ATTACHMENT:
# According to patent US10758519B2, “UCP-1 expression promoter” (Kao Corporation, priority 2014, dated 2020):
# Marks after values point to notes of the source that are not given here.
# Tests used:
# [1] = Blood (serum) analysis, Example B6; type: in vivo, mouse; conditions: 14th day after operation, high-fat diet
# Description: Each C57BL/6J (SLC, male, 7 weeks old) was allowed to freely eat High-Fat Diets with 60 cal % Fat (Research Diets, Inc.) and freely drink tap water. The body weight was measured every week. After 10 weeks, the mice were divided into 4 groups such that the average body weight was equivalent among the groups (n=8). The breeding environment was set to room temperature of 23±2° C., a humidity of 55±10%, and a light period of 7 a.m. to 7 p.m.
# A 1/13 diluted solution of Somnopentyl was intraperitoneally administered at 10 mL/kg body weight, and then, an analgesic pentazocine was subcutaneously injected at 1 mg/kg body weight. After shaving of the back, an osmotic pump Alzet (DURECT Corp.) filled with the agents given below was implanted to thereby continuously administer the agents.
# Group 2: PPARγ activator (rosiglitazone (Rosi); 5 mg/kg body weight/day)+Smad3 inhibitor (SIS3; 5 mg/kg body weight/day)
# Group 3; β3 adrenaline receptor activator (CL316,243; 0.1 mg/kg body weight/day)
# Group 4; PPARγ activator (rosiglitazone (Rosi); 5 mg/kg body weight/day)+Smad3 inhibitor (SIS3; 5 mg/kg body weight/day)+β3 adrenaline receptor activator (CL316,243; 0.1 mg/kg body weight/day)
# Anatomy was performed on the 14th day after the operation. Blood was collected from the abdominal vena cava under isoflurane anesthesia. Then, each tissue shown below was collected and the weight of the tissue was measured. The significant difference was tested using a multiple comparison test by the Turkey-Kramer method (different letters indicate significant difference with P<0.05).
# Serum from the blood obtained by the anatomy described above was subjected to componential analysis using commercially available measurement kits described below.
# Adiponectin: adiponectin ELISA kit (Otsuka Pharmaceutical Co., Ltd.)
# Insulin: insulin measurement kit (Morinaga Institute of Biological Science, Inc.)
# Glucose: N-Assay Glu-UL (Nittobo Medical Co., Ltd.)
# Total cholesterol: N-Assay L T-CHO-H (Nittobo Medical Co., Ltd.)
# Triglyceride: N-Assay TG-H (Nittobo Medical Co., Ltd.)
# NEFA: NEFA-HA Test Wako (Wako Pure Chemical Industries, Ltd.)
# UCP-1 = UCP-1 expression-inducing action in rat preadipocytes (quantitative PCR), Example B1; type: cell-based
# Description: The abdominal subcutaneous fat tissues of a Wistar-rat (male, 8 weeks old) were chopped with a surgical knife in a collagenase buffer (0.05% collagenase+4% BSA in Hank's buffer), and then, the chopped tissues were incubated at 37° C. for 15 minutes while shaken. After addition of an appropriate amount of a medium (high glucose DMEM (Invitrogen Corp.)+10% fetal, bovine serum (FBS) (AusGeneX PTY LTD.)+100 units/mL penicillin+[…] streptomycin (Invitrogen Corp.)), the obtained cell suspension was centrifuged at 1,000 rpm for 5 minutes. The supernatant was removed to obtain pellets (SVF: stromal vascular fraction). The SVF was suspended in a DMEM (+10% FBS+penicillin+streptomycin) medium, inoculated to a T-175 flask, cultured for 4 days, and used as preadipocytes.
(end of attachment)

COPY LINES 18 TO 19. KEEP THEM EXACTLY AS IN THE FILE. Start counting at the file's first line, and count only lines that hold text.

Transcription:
# UCP-1 = UCP-1 expression-inducing action in rat preadipocytes (quantitative PCR), Example B1; type: cell-based
# Description: The abdominal subcutaneous fat tissues of a Wistar-rat (male, 8 weeks old) were chopped with a surgical knife in a collagenase buffer (0.05% collagenase+4% BSA in Hank's buffer), and then, the chopped tissues were incubated at 37° C. for 15 minutes while shaken. After addition of an appropriate amount of a medium (high glucose DMEM (Invitrogen Corp.)+10% fetal, bovine serum (FBS) (AusGeneX PTY LTD.)+100 units/mL penicillin+[…] streptomycin (Invitrogen Corp.)), the obtained cell suspension was centrifuged at 1,000 rpm for 5 minutes. The supernatant was removed to obtain pellets (SVF: stromal vascular fraction). The SVF was suspended in a DMEM (+10% FBS+penicillin+streptomycin) medium, inoculated to a T-175 flask, cultured for 4 days, and used as preadipocytes.